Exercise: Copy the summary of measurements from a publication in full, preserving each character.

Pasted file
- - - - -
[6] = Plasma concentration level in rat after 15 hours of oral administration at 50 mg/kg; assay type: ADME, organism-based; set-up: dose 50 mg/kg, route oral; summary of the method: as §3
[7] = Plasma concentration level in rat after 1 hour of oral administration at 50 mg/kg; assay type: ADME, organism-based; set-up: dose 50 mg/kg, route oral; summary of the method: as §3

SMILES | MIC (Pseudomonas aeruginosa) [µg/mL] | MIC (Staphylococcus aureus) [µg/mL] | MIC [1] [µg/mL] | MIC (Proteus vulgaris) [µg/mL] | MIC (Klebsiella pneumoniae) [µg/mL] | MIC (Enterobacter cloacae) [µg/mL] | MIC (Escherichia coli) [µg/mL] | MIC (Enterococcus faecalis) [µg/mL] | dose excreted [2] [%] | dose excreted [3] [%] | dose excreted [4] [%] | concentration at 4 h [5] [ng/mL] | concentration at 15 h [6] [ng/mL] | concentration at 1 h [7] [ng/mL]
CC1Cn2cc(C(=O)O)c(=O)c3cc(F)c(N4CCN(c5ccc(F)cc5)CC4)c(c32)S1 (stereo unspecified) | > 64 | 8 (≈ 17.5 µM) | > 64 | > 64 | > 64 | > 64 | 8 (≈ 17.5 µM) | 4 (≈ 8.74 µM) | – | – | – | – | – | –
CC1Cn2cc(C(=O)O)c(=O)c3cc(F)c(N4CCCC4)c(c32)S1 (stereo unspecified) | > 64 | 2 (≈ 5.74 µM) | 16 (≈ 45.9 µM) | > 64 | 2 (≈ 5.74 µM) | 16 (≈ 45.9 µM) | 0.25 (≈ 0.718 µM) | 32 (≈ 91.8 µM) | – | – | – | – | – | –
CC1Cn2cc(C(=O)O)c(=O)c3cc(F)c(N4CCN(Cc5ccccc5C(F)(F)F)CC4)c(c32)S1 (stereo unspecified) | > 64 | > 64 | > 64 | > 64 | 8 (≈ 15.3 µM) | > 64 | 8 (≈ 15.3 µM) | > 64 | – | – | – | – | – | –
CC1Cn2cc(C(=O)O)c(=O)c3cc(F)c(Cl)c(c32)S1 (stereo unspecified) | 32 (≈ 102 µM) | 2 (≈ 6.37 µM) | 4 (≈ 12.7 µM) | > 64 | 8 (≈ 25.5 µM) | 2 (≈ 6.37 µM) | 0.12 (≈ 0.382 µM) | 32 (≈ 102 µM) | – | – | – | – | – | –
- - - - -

[6] = Plasma concentration level in rat after 15 hours of oral administration at 50 mg/kg; assay type: ADME, organism-based; set-up: dose 50 mg/kg, route oral; summary of the method: as §3
[7] = Plasma concentration level in rat after 1 hour of oral administration at 50 mg/kg; assay type: ADME, organism-based; set-up: dose 50 mg/kg, route oral; summary of the method: as §3

SMILES | MIC (Pseudomonas aeruginosa) [µg/mL] | MIC (Staphylococcus aureus) [µg/mL] | MIC [1] [µg/mL] | MIC (Proteus vulgaris) [µg/mL] | MIC (Klebsiella pneumoniae) [µg/mL] | MIC (Enterobacter cloacae) [µg/mL] | MIC (Escherichia coli) [µg/mL] | MIC (Enterococcus faecalis) [µg/mL] | dose excreted [2] [%] | dose excreted [3] [%] | dose excreted [4] [%] | concentration at 4 h [5] [ng/mL] | concentration at 15 h [6] [ng/mL] | concentration at 1 h [7] [ng/mL]
CC1Cn2cc(C(=O)O)c(=O)c3cc(F)c(N4CCN(c5ccc(F)cc5)CC4)c(c32)S1 (stereo unspecified) | > 64 | 8 (≈ 17.5 µM) | > 64 | > 64 | > 64 | > 64 | 8 (≈ 17.5 µM) | 4 (≈ 8.74 µM) | – | – | – | – | – | –
CC1Cn2cc(C(=O)O)c(=O)c3cc(F)c(N4CCCC4)c(c32)S1 (stereo unspecified) | > 64 | 2 (≈ 5.74 µM) | 16 (≈ 45.9 µM) | > 64 | 2 (≈ 5.74 µM) | 16 (≈ 45.9 µM) | 0.25 (≈ 0.718 µM) | 32 (≈ 91.8 µM) | – | – | – | – | – | –
CC1Cn2cc(C(=O)O)c(=O)c3cc(F)c(N4CCN(Cc5ccccc5C(F)(F)F)CC4)c(c32)S1 (stereo unspecified) | > 64 | > 64 | > 64 | > 64 | 8 (≈ 15.3 µM) | > 64 | 8 (≈ 15.3 µM) | > 64 | – | – | – | – | – | –
CC1Cn2cc(C(=O)O)c(=O)c3cc(F)c(Cl)c(c32)S1 (stereo unspecified) | 32 (≈ 102 µM) | 2 (≈ 6.37 µM) | 4 (≈ 12.7 µM) | > 64 | 8 (≈ 25.5 µM) | 2 (≈ 6.37 µM) | 0.12 (≈ 0.382 µM) | 32 (≈ 102 µM) | – | – | – | – | – | –